The Importance of Staycations Part Two: Edinburgh and Canterbury

Part Two

EDINBURGH, SCOTLAND

Duration of trip:
Two nights, which was a good amount of time to cover the main bases but nowhere near enough. Then again, I’m probably biased as I wish I could spend my entire summer in Edinburgh especially with the Fringe Festival occurring in August!!

Attractions:
Edinburgh Castle, Scottish Parliament, Holyrood Palace, The Scottish National Gallery and the Scott Monument. We also went on the Hop on Hop off bus (so cheesy, but I love to do this in every city just to get a feel for the layout and also because it provides you with free transportation around a place for 24-48 hours)

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Edinburgh Castle

Luckily, Faye lives right next to Carlton Hill, so on our second day we were able to have access to an amazing panoramic view over Edinburgh and observe Arthur’s Seat without having to physically climb it in our fragile and hungover state. It also contains the National Monument of Scotland, which makes it easy to see why Edinburgh is often dubbed the Athens of the North.

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Food & Drink:
We mostly ate at home, but we did have an amazing fondue at the Chocolate Lounge in Harvey Nicholls.

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We also had some delicious drinks at a cute underground cocktail bar called Bramble which had an intimate ambience and a great DJ.

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CANTERBURY, ENGLAND

Duration of trip:
We used my house in Kent as a base, and visited just for the day. For tourists, I’d say two nights is sufficient enough.

Attractions:
Canterbury Cathedral, St Augustine’s Abbey, Eastbridge Hospital. If you have time, the historic river tour is charming, especially during the summer. Not only had I never visited the aforementioned attractions, despite living 20 minutes away, I’d barely noticed them at all. I’d walked past them on several occasions, blissfully ignorant and engrossed in shopping or on night out. Of course, I’d appreciate the architecture but never more than briefly acknowledging it in a blasé fashion before moving swiftly on. I had no idea that Canterbury was host to a UNESCO world heritage site.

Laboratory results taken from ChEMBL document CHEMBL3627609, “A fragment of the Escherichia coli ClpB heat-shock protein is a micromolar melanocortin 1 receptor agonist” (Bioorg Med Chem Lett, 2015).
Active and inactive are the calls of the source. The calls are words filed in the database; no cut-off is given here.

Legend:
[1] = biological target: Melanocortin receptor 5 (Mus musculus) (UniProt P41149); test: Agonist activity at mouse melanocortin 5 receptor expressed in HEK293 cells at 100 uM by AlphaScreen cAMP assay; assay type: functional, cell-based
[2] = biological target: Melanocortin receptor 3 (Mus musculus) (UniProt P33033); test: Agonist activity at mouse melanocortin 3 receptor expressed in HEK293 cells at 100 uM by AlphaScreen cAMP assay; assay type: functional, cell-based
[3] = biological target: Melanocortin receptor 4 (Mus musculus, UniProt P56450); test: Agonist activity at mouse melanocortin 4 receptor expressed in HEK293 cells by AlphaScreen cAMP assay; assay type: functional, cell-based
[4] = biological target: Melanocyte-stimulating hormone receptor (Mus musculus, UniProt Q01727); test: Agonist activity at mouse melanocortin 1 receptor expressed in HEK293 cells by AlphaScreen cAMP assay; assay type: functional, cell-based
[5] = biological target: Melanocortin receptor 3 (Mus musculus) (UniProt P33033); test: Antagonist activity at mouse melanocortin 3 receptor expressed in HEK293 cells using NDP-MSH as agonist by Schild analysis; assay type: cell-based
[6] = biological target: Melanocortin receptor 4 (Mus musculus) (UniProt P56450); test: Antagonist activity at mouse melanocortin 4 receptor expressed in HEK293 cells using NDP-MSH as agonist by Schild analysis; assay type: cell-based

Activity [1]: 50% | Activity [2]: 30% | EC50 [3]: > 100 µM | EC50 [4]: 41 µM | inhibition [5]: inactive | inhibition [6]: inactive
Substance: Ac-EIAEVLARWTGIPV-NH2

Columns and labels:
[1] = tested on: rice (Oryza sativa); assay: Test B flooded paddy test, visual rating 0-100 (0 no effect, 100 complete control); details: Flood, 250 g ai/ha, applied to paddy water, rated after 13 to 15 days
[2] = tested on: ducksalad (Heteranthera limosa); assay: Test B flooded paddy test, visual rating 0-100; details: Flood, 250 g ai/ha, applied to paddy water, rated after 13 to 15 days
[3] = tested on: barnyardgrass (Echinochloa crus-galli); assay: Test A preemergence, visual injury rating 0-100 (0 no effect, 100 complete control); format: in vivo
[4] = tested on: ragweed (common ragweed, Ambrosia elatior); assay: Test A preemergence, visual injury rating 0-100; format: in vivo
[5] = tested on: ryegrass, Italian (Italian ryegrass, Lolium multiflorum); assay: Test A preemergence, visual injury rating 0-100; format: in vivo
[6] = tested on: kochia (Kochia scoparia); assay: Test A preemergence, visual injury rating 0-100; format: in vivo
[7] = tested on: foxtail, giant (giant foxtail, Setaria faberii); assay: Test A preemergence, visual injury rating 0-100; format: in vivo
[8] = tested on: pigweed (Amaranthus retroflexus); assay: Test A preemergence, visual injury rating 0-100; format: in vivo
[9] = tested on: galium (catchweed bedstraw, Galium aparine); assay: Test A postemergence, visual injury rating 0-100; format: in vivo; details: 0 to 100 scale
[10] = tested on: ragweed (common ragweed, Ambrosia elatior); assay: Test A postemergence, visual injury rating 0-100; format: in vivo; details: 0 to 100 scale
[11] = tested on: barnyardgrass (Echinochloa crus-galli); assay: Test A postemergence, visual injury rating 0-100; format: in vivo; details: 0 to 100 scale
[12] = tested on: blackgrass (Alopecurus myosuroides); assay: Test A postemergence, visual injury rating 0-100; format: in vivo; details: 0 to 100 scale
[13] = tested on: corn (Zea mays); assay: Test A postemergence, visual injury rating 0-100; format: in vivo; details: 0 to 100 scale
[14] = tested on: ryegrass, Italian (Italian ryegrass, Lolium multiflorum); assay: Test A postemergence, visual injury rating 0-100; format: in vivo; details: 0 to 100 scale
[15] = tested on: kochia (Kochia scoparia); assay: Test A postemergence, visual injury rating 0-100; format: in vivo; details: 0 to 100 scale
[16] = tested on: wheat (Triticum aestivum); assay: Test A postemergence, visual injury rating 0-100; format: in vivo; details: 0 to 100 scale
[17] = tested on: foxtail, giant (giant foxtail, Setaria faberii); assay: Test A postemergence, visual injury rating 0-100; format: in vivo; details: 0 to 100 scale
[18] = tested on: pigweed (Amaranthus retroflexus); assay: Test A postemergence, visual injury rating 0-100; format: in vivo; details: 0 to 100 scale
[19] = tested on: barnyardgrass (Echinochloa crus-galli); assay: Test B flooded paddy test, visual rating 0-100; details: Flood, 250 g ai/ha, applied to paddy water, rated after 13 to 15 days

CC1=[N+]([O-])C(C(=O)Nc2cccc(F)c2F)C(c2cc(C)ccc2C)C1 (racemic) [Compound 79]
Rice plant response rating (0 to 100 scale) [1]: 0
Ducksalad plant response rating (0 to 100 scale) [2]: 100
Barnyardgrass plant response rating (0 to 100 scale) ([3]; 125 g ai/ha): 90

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St Augustine’s Abbey
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Canterbury Cathedral
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My little history buff Alisa in her element

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There was an especially poignant sculpture in Canterbury Cathedral adeptly located hanging above the original crypt of Thomas Becket. ‘Transport’ by Antony Gormley takes the shape of an outline of a body and is made from iron nails that were taken from the repaired roof of the Cathedral itself.

“The body is less a thing than a place. A location where things happen. Thought, feeling, memory and anticipation filter through it sometimes sticking but mostly passing on, like us in this great Cathedral with its centuries of building, adaption, extension and all the thoughts, feeling and prayers that have had and transmitted here…We are all the temporary inhabitants of a body, it is our house, instrument and medium. Through it all come impressions of a wider world and all other bodies in space, palpable, perceivable and imaginable.” – Gormley

The comparison of the body to a location, and in particular a house, reminded me of part of Warsan Shire’s* poem, ‘The House’:

‘Mother says there are locked rooms inside all women,
kitchen of lust, bedroom of grief, bathroom of apathy.
Sometimes the men they come with keys,
and sometimes the men they come with hammers.’

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Transport by Antony Gormley. Image Credit: Gareth Fuller/PR Wire

Food & Drink:
We went to GBK for something quick and easy. Other restaurants that I’ve visited before that I’d definitely recommend include: Cafe de Amis, The Pound, Club Burrito and Cafe du Soleil. We didn’t have time for drinks, but good places to go out are The Cuban, Chemistry, The Ballroom and of course, the Spoons.

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Loving life in Spoons

*If you don’t know who Warsan Shire is, then you are missing out. It’s her poetry that is featured in Beyoncé’s Lemonade and she is quite simply a goddess. Look her up immediately. You’re welcome.

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